Alfred Hitchcock was always forward thinking in his films, taking familiar themes and displaying them in unique ways. Sometimes his experiments didn't quite work, as was the case with Rope, a film shot in one single take. But more often than not Hitchcock's creativity and ingenuity paid off in the form of a masterwork. That is the case with Rear Window, one of Hitchcock's most revered works, is an experimental picture that is typically regarded as one of his masterpieces. Existing on one set (which Hitchcock built specifically for the film), Rear Window explores the moral issues of voyeurism while simultaneously approaching it with undeniable fascination. It juxtaposes what we think we might see and what we actually do see when we become absorbed in the lives of others.
Jimmy Stewart, one of Hitchcock's most treasured and reliable partners on the screen, plays L.B. "Jeff" Jefferies, a talented who, after an accident on a photo shoot, finds himself stuck in a wheelchair in his apartment with a cast running up the entirety of his left leg. Jeff spends the majority of his days watching his neighbors through a window facing a courtyard. Across the courtyard there is a cheery young lady who enjoys dancing in her underwear, Miss Lonely Hearts who throws parties for men who never arrive, a couple who lower their little dog into the courtyard in a basket, and a salesman and his bed-ridden wife. Jeff has only two regular visitors, both women. One of them is Stella (Thelma Ritter), his caretaker from the insurance company. The other is Lisa (Grace Kelly), a beautiful model who desperately seeks a lasting relationship with Jeff. But Jeff, like many of the men in Hitchcock's films, keeps an emotional distance from Lisa.
Jeff is convinced, over the course of a few days, that the salesman has murdered his bed-ridden wife. The salesman's name is Lars Thorwald (Raymond Burr). Jeff spots Thorwald leaving his apartment at odd times of the night with his merchandise case. His wife's bedroom window has been closed despite the humidity which keeps everyone else's windows wide open. Using his telephoto lens, Jeff spots Thorwald wrapping up a saw and a butcher knife in newspaper. The flowers in Thorwald's garden in the courtyard have been switched out. Jeff calls his old war buddy, a policeman named Doyle (Wendell Corey), to lay out the sketchy evidence he's accumulated through his voyeurism. Doyle isn't buying Jeff's theory, and neither is Stella or Lisa at first. But before long Lisa and Stella are convinced there is something fishy going on and they find themselves absorbed in the life and movements of Thorwald.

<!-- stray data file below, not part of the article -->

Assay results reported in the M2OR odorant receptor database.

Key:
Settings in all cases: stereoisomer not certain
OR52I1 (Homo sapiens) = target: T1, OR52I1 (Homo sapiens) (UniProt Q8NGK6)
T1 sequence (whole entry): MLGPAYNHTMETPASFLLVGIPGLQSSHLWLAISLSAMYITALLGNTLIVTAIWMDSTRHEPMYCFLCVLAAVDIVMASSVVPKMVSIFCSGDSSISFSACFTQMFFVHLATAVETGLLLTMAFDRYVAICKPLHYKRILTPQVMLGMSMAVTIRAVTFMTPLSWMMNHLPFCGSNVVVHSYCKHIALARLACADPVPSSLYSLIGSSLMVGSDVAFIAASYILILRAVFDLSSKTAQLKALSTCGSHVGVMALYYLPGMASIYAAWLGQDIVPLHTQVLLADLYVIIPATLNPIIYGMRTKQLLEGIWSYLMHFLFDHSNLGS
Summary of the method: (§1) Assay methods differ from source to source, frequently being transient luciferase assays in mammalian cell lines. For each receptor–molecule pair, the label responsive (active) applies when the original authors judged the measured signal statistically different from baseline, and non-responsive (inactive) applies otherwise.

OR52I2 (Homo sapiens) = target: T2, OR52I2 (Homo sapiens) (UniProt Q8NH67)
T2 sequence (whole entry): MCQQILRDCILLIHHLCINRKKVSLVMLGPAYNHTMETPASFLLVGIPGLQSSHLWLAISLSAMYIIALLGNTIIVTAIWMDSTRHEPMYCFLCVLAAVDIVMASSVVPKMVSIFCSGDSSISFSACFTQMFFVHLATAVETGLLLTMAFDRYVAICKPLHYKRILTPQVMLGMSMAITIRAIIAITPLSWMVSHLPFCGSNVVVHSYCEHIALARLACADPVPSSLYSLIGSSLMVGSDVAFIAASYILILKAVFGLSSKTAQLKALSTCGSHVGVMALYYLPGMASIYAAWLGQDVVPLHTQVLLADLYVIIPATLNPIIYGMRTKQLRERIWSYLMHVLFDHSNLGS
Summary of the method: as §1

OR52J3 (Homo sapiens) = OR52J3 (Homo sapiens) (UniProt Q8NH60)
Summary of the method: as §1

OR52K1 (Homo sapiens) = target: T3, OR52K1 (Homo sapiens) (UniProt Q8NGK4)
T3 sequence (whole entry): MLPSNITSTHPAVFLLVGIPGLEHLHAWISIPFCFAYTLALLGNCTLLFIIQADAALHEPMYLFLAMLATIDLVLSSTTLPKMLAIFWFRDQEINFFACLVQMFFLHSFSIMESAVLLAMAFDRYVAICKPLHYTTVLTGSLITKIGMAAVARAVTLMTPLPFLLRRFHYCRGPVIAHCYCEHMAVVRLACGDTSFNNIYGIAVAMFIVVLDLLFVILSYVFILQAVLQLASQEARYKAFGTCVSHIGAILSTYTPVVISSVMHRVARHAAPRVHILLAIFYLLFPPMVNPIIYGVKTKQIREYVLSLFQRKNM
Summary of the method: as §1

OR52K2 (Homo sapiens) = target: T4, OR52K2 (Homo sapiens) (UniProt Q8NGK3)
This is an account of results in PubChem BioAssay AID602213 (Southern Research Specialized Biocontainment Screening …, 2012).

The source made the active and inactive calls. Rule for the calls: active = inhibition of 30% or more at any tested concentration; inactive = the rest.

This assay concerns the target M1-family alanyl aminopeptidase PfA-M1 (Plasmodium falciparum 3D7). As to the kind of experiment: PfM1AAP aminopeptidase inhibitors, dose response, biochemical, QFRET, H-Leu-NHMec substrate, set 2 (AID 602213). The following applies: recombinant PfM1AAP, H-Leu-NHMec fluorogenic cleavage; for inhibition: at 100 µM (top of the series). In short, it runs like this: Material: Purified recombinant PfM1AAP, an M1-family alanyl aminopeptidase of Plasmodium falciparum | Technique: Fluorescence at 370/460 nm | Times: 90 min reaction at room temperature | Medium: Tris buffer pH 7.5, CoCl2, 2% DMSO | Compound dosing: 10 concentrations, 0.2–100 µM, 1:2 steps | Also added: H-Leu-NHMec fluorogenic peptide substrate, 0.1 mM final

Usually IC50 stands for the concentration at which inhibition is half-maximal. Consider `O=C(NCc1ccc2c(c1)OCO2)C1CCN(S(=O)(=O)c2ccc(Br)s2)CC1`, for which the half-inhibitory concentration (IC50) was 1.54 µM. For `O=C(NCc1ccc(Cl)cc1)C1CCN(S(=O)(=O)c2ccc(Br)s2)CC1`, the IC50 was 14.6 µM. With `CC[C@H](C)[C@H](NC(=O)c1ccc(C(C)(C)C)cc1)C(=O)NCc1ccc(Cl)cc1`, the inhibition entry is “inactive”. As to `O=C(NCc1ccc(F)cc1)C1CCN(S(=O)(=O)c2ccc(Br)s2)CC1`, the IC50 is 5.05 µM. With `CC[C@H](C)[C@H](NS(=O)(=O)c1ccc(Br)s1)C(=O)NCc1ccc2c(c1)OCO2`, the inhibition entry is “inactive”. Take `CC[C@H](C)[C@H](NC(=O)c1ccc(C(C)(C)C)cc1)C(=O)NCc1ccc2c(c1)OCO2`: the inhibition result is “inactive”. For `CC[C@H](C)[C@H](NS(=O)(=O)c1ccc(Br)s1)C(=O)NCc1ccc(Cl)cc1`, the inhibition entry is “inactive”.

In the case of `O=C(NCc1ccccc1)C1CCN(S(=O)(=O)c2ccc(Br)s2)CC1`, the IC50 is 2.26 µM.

The experimental aspect of Rear Window is in the way the information is given to the audience. We only see what Jeff sees. We are trapped in the apartment as well, sitting right next to Jeff watching the events across the courtyard unfold. The suspense is built through Jeff's spying and his telephoto lens. As Jeff, Stella, and Lisa begin their amateur detective work, they uncover more and more clues pointing to a murder. Eventually, the police come around to the truth, but it might be too late as Thorwald is apprised to Jeff's suspicions. This leads to a climactic confrontation between Thorwald and Jeff, where Jeff's only defense is his flashbulb.
Rear Window is like a calling card of Hitchcock themes. He often dealt with the fear of impotence in his male heroes, never truly understanding the women in their lives. Women are seen as a sexual threat to Hitchcock protagonists. In Vertigo, the fear of heights was a manifestation of the impotence. Here, the full leg cast is an obvious metaphor. Hitchcock also had a strong understanding of the power of voyeurism. Think of Norman Bates, or of Jimmy Stewart's character in Vertigo, each spending a great deal of time spying on people who had no idea they were being watched. Rear Window is an entire film devoted to spying. The suspense works to perfection, and the sense of dread is palpable as Jeff works tirelessly to absorb himself in the lives of those around him.